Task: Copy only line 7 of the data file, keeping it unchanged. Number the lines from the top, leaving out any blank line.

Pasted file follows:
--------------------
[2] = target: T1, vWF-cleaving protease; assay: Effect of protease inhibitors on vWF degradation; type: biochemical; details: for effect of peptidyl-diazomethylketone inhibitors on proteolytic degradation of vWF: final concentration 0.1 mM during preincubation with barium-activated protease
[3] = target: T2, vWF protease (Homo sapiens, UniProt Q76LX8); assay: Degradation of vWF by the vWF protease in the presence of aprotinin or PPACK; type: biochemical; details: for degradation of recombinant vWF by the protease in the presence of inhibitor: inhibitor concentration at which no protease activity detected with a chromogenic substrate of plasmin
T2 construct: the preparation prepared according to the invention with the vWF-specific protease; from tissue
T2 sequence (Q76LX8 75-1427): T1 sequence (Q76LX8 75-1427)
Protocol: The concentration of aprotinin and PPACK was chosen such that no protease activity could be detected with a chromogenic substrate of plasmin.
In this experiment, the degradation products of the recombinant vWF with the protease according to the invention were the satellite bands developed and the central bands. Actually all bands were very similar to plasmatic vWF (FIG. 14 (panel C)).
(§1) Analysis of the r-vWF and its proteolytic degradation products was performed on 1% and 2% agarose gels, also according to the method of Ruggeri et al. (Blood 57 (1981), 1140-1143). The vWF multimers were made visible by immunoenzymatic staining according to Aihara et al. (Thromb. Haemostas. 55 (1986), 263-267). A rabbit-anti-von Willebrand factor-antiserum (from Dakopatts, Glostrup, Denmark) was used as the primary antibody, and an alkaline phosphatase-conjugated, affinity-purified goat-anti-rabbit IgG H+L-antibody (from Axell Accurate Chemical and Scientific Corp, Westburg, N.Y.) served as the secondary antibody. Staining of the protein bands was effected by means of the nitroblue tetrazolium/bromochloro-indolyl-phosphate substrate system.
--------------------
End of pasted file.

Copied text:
(§1) Analysis of the r-vWF and its proteolytic degradation products was performed on 1% and 2% agarose gels, also according to the method of Ruggeri et al. (Blood 57 (1981), 1140-1143). The vWF multimers were made visible by immunoenzymatic staining according to Aihara et al. (Thromb. Haemostas. 55 (1986), 263-267). A rabbit-anti-von Willebrand factor-antiserum (from Dakopatts, Glostrup, Denmark) was used as the primary antibody, and an alkaline phosphatase-conjugated, affinity-purified goat-anti-rabbit IgG H+L-antibody (from Axell Accurate Chemical and Scientific Corp, Westburg, N.Y.) served as the secondary antibody. Staining of the protein bands was effected by means of the nitroblue tetrazolium/bromochloro-indolyl-phosphate substrate system.